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Smith watches as former Tenn. teammates advance

Even in Turkey, Tyler Smith has heard what the people in Tennessee are saying about him.

If the Volunteers were better without him as they advanced further in the NCAA tournament than any Tennessee squad before, then Smith is happy how things turned out.

"I know they are hearing a lot of stuff about how better they are off without me, and I just tell them if that what it really was then I am happy for them and for the fans to get to see them accomplish so much this year," Smith wrote in an e-mail to The Associated Press on Sunday.

Smith watched every Tennessee tournament game either online or on TV at a nearby Army base — and sometimes in the middle of the night — in between his workouts and games for Bornova in the Turkish Basketball League.

His computer has become his best friend in Turkey as he trades e-mails and instant messages with his former teammates, encouraging and congratulating them.

Smith was Tennessee's captain before he was arrested during a traffic stop Jan. 1. The star forward, center Brian Williams and guards Cameron Tatum and Melvin Goins were accused of a host of misdemeanor gun, drug and alcohol charges.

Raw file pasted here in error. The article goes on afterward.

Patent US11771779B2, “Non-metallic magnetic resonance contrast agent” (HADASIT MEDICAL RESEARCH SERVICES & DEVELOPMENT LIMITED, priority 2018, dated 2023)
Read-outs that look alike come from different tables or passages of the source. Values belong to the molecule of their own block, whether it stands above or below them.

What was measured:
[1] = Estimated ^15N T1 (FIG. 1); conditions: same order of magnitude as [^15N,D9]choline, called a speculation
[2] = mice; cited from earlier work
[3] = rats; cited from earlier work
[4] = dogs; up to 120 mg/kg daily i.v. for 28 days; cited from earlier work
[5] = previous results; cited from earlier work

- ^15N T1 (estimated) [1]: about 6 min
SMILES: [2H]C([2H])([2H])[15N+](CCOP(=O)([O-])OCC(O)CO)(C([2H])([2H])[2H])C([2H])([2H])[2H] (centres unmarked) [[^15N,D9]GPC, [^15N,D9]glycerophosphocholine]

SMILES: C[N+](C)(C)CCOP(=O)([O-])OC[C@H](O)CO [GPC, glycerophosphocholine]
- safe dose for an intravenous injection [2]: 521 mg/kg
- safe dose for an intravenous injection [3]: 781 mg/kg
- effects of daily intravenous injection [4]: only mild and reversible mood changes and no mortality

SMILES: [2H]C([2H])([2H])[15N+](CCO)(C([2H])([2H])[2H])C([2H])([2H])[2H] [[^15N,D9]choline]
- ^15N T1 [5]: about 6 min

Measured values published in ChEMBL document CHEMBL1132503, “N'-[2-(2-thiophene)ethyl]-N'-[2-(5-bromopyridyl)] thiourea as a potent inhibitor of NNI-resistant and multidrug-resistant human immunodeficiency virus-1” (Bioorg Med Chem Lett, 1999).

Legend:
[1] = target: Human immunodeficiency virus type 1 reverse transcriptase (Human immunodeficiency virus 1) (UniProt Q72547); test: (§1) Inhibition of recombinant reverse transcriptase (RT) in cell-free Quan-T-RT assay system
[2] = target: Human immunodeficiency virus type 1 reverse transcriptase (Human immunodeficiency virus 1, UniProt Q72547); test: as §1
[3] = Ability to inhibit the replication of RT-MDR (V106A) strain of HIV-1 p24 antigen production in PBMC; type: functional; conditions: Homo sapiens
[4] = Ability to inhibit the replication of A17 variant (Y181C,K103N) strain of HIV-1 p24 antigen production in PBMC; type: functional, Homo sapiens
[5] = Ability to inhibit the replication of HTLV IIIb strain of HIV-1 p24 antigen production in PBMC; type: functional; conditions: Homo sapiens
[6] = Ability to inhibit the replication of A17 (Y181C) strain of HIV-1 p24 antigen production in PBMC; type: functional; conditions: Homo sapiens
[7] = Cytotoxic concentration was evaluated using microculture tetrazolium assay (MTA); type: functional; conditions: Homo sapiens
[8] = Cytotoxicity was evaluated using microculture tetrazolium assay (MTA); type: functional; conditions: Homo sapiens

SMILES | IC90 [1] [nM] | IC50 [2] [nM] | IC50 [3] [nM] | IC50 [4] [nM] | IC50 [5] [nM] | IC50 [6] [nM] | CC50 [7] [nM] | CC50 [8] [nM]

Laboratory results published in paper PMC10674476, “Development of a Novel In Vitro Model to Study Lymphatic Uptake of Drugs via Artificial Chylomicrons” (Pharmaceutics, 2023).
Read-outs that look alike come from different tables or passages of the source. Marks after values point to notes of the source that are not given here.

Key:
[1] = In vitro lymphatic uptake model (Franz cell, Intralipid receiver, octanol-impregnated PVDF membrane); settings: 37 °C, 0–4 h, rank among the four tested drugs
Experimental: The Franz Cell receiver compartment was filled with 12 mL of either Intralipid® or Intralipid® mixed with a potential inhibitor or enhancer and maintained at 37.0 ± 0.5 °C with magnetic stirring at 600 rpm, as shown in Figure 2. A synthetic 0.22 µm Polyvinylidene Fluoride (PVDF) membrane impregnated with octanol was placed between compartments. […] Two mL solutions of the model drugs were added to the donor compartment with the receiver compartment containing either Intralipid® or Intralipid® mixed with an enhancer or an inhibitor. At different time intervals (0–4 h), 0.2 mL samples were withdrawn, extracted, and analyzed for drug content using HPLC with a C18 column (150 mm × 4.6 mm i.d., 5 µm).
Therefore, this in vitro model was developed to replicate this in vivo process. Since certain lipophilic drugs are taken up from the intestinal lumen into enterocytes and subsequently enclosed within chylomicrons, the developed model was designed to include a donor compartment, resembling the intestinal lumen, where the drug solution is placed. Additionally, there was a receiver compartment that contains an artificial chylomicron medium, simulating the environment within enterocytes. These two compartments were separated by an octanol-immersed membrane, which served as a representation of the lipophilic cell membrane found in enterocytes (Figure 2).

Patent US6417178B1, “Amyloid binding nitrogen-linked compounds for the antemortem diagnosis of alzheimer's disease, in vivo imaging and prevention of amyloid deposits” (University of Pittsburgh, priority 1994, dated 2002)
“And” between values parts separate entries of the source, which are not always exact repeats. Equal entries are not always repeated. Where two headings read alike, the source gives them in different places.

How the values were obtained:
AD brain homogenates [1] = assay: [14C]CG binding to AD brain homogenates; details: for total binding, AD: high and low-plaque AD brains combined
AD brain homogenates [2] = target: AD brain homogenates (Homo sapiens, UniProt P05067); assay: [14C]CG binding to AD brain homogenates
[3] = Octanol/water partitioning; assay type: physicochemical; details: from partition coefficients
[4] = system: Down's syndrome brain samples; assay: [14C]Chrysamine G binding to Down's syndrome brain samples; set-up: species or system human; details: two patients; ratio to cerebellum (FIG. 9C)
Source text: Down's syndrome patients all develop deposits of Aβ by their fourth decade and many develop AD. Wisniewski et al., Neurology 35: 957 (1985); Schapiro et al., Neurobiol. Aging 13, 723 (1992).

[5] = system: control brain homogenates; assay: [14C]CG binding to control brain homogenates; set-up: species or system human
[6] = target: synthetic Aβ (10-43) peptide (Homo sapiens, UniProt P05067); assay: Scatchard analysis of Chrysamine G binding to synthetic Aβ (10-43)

"I think it was a mistake — my players being in the wrong place at the wrong time," senior center Wayne Chism said. "They learned from their mistakes."

The other three were suspended for a few games. Williams pleaded guilty to drug possession, Tatum pleaded guilty to speeding and all charges were dropped against Goins.

Coach Bruce Pearl dismissed Smith on Jan. 8 after learning the illegally altered guns found in the car belonged to the senior. Smith pleaded guilty to possession of a firearm and possession of firearm with altered serial number and was sentenced to two years of judicial diversion.

Without Smith, Tennessee upset No. 1 Kansas and No. 2 Kentucky and reached the NCAA round of 16 for the sixth time in school history. The Vols advanced to their first regional final with a 76-73 victory over Ohio State, but lost to Michigan State, 70-69.

"I am just happy they are getting to do those things and witness something that nobody has ever done in a Tennessee uniform," Smith said.

He signed a two-month contract to play for Bornova early in March, hoping to make some money to help support his son, Amare, and hone his skills in advance of the June 24 NBA draft.

Bornova is fighting for a spot in the playoffs with five games left in the season, and Smith is enjoying just getting to play ball.

"Very physical, but the atmosphere and the energy of each and every game is amazing," he said. "The fans are so rowdy here, and I love that they are very passionate about their teams."

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AP National Writer Nancy Armour in St. Louis contributed to this report.